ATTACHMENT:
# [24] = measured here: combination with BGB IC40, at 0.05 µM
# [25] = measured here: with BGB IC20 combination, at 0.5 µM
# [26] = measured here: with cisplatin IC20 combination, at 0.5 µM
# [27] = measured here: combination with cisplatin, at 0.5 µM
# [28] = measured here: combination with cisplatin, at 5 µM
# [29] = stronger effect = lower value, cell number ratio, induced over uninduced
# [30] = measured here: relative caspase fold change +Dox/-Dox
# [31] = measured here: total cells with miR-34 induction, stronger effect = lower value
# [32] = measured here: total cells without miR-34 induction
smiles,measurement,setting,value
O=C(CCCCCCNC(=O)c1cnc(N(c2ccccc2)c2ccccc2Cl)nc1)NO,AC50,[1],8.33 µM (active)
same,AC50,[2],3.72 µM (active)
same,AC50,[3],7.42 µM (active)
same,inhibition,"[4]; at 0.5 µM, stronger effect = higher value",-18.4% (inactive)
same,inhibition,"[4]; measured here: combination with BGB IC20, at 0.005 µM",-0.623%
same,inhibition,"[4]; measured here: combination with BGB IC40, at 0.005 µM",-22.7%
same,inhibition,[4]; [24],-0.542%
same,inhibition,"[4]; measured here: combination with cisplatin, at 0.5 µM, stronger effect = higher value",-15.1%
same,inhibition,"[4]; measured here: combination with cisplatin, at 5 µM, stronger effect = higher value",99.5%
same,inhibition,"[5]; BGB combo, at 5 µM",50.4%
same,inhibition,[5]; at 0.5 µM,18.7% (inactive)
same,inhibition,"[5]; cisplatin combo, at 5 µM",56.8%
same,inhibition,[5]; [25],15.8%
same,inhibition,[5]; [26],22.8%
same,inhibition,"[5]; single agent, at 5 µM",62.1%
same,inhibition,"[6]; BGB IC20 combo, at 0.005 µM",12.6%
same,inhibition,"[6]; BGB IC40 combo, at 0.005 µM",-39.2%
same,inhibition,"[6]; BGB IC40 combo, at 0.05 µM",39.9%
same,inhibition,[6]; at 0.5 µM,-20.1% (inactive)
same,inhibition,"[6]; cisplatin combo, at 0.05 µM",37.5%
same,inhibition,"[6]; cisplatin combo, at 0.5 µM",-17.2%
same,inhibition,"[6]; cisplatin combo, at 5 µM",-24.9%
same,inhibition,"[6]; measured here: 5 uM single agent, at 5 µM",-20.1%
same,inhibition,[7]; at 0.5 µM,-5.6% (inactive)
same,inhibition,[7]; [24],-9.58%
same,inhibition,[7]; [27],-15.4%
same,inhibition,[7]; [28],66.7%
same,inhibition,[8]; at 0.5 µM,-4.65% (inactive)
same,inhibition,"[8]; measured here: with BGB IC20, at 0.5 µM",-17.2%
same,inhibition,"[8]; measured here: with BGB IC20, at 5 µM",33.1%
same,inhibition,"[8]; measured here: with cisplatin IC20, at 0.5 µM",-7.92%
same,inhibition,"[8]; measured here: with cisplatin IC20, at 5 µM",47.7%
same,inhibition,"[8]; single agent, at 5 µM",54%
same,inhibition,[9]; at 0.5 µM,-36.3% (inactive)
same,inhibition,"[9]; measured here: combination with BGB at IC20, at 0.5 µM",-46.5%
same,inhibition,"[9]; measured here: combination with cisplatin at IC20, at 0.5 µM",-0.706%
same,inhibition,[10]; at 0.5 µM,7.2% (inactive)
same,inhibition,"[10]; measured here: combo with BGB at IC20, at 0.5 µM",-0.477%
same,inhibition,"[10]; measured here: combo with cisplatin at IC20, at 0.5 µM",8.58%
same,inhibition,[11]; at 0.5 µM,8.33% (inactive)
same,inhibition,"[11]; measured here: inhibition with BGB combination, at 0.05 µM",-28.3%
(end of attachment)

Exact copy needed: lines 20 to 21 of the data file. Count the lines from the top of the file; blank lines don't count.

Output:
same,inhibition,"[5]; BGB combo, at 5 µM",50.4%
same,inhibition,[5]; at 0.5 µM,18.7% (inactive)